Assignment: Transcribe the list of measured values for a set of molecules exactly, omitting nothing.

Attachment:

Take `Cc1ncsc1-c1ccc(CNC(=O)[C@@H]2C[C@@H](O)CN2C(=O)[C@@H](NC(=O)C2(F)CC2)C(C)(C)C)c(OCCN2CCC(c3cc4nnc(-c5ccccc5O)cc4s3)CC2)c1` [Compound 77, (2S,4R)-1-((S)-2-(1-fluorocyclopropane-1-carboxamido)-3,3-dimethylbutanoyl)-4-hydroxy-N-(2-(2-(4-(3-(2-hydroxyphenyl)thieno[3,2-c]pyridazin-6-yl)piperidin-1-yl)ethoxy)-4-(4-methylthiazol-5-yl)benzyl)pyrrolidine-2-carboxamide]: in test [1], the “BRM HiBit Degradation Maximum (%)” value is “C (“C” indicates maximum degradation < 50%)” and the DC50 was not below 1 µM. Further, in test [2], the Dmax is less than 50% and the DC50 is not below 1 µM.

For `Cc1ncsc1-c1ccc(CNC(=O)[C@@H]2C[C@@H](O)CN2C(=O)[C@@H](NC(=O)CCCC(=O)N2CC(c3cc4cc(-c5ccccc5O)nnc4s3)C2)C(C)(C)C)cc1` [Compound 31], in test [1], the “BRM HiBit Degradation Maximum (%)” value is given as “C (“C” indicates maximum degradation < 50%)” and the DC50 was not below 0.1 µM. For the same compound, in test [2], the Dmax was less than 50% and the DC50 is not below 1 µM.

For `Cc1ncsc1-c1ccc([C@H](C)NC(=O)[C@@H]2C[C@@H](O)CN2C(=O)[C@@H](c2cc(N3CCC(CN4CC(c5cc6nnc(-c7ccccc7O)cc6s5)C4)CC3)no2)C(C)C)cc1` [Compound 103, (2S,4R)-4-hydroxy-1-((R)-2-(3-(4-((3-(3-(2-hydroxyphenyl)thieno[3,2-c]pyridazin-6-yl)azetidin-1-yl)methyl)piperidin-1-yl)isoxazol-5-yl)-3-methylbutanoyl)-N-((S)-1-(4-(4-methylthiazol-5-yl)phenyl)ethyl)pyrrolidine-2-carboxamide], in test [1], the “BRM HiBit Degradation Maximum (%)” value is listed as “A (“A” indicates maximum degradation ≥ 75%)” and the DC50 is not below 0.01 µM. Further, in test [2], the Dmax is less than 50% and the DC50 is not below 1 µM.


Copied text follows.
Take `Cc1ncsc1-c1ccc(CNC(=O)[C@@H]2C[C@@H](O)CN2C(=O)[C@@H](NC(=O)C2(F)CC2)C(C)(C)C)c(OCCN2CCC(c3cc4nnc(-c5ccccc5O)cc4s3)CC2)c1` [Compound 77, (2S,4R)-1-((S)-2-(1-fluorocyclopropane-1-carboxamido)-3,3-dimethylbutanoyl)-4-hydroxy-N-(2-(2-(4-(3-(2-hydroxyphenyl)thieno[3,2-c]pyridazin-6-yl)piperidin-1-yl)ethoxy)-4-(4-methylthiazol-5-yl)benzyl)pyrrolidine-2-carboxamide]: in test [1], the “BRM HiBit Degradation Maximum (%)” value is “C (“C” indicates maximum degradation < 50%)” and the DC50 was not below 1 µM. Further, in test [2], the Dmax is less than 50% and the DC50 is not below 1 µM.

For `Cc1ncsc1-c1ccc(CNC(=O)[C@@H]2C[C@@H](O)CN2C(=O)[C@@H](NC(=O)CCCC(=O)N2CC(c3cc4cc(-c5ccccc5O)nnc4s3)C2)C(C)(C)C)cc1` [Compound 31], in test [1], the “BRM HiBit Degradation Maximum (%)” value is given as “C (“C” indicates maximum degradation < 50%)” and the DC50 was not below 0.1 µM. For the same compound, in test [2], the Dmax was less than 50% and the DC50 is not below 1 µM.

For `Cc1ncsc1-c1ccc([C@H](C)NC(=O)[C@@H]2C[C@@H](O)CN2C(=O)[C@@H](c2cc(N3CCC(CN4CC(c5cc6nnc(-c7ccccc7O)cc6s5)C4)CC3)no2)C(C)C)cc1` [Compound 103, (2S,4R)-4-hydroxy-1-((R)-2-(3-(4-((3-(3-(2-hydroxyphenyl)thieno[3,2-c]pyridazin-6-yl)azetidin-1-yl)methyl)piperidin-1-yl)isoxazol-5-yl)-3-methylbutanoyl)-N-((S)-1-(4-(4-methylthiazol-5-yl)phenyl)ethyl)pyrrolidine-2-carboxamide], in test [1], the “BRM HiBit Degradation Maximum (%)” value is listed as “A (“A” indicates maximum degradation ≥ 75%)” and the DC50 is not below 0.01 µM. Further, in test [2], the Dmax is less than 50% and the DC50 is not below 1 µM.